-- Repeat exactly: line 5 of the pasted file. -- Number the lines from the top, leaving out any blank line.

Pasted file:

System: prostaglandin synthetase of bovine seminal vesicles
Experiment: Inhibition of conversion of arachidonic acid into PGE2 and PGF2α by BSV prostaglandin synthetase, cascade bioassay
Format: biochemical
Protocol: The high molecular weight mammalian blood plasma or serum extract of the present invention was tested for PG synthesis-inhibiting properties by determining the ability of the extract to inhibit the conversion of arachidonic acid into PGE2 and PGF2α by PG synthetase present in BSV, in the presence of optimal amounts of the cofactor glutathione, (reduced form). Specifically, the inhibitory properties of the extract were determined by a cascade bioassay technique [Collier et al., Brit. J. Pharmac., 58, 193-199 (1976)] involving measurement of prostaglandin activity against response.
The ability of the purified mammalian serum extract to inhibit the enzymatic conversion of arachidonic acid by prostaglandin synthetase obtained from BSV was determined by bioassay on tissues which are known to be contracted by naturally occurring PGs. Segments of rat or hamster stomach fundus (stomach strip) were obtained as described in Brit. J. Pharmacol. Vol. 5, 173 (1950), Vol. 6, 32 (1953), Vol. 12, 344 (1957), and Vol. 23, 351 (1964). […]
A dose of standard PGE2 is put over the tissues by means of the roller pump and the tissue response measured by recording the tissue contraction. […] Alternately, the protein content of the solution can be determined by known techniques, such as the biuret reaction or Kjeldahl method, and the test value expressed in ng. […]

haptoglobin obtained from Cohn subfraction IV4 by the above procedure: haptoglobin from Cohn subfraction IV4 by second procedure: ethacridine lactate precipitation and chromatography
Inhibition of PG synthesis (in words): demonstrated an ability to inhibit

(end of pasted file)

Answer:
The ability of the purified mammalian serum extract to inhibit the enzymatic conversion of arachidonic acid by prostaglandin synthetase obtained from BSV was determined by bioassay on tissues which are known to be contracted by naturally occurring PGs. Segments of rat or hamster stomach fundus (stomach strip) were obtained as described in Brit. J. Pharmacol. Vol. 5, 173 (1950), Vol. 6, 32 (1953), Vol. 12, 344 (1957), and Vol. 23, 351 (1964). […]